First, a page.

The Beaufort was originally part of the North Carolina Navy. When the state sold her five ships to the CS Navy on 12 July 1861, she did so with the stipulation that the Beaufort would stay under her control until 20 August 1861. She was commanded by Lt. Commanding Robert C. Duvall, formerly of the US Navy. He had been dismissed from the US Navy in 1860 due to an incurable illness. He applied for a commission in the CS Navy but was turned down for the same reason.
When the appointed time came to turn the vessel over to the CS government, Duvall tied her to the dock in New Bern and left the ship. His crew left with him. During the two weeks the Beaufort was crewless in New Berne, Hatteras fell to Union forces and Commodore Samuel Barron was captured. Flag Officer William Lynch was named as Barron’s replacement on 3 Sept. 1861. On 2 Sept. 1861, Commodore French Forrest send Lt. William H. Parker from Norfolk by rail to New Bern with orders to report to Commander Arthur Sinclair and to assume command of the Beaufort. Parker found a few officers aboard upon his arrival but no men.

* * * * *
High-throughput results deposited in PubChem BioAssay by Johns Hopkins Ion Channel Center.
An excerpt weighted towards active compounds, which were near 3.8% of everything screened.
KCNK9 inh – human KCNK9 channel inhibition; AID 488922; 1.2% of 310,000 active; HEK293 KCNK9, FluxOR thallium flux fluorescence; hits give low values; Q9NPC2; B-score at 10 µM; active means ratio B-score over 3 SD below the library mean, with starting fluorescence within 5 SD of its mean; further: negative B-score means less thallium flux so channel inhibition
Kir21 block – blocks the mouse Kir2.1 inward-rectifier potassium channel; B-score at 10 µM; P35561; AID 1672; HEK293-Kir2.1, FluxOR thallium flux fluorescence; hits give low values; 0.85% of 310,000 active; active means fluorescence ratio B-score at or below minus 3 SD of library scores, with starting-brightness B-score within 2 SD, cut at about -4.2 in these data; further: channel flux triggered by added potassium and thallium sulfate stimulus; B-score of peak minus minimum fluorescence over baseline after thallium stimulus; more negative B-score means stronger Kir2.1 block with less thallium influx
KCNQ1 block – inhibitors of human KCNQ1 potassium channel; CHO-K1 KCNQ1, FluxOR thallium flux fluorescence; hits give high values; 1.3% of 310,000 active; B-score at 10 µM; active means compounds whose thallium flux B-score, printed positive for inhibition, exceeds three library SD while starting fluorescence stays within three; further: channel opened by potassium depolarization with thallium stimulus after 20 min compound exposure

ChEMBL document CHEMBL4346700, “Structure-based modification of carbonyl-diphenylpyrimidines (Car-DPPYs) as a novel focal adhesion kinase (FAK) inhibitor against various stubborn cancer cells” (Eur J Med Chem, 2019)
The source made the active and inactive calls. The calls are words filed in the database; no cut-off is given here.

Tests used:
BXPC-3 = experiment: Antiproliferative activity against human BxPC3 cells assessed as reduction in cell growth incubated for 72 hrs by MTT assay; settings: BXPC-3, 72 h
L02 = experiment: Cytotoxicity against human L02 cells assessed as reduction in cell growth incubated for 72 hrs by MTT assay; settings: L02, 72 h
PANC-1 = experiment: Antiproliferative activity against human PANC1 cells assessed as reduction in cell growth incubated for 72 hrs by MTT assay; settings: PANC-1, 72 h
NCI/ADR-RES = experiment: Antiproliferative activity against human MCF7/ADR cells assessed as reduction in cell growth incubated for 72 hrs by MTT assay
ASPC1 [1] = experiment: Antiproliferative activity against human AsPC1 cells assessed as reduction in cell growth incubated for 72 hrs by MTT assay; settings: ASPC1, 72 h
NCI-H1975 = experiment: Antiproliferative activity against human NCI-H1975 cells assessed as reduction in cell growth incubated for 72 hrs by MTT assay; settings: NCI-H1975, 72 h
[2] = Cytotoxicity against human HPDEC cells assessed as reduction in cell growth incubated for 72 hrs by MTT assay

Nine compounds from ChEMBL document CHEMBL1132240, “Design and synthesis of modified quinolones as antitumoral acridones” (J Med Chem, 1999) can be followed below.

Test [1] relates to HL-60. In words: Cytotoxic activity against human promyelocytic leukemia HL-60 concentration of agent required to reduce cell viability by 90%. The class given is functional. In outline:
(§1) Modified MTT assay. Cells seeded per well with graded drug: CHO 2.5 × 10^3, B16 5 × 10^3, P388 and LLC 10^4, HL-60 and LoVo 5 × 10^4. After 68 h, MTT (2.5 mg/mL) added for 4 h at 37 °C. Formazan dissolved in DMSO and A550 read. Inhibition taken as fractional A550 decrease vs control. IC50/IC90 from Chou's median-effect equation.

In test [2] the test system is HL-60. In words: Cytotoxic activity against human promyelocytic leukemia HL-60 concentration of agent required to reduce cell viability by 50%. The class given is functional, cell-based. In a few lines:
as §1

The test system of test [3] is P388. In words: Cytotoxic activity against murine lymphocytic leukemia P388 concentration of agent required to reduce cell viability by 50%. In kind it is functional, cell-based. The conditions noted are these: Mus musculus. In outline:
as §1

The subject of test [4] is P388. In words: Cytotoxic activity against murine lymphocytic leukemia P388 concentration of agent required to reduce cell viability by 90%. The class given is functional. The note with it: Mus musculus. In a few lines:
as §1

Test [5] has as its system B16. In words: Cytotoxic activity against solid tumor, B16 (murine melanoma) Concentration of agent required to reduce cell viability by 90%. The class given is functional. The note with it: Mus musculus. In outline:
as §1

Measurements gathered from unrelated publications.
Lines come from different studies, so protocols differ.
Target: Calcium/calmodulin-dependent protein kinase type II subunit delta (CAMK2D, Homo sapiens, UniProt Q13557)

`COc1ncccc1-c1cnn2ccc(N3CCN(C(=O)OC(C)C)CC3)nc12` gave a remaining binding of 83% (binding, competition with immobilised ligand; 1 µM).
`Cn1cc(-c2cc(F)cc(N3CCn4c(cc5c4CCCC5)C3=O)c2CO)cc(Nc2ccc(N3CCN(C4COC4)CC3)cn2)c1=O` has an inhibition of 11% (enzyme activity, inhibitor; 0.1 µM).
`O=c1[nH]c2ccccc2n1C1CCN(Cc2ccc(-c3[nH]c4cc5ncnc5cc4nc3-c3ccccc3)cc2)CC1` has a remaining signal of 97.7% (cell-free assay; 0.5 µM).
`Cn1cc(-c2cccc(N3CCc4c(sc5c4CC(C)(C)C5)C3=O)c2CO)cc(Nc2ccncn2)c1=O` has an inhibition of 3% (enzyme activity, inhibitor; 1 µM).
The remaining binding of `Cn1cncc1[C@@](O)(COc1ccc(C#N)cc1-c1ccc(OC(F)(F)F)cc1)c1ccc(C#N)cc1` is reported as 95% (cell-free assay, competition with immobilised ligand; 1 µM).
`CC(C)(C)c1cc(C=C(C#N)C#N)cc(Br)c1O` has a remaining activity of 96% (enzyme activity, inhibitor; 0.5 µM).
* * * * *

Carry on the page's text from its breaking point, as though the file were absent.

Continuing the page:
It is uncertain who was recruiting sailors for the Beaufort prior to Parker’s arrival, but two crewmen had already been shipped before Mid. Charles K. Mallory came aboard on 29 August 1861. Thirteen sailors were shipped within a week of Lynch’s arrival. Many of the crewmen were former members of the crews of prizes caught off Hatteras and brought to New Berne. With the blockade and the battle at Hatteras, commerce ground to a halt and these foreign sailors were stranded in New Berne. Fourteen of the crew signed on for the war; six were still on the Beaufort’s crew list on 15 Dec. 1863.
On the 11th of September, the Beaufort was ordered to stand guard at the mouth of the Neuse River. By the time Parker received his orders, he had shipped his fourteenth crewman. The Beaufort remained stationed there for the remainder of September and the entire month of October except during frequent trips to New Berne for fuel, supplies, and repairs and one side trip to Jacksonville, NC, on the New River. Parker reported his crew had but one American; the rest were Englishmen, Swedes, and Danes. The Englishmen had both served in the Crimean war in the British Navy and were experienced gunners, a welcome addition to the crew.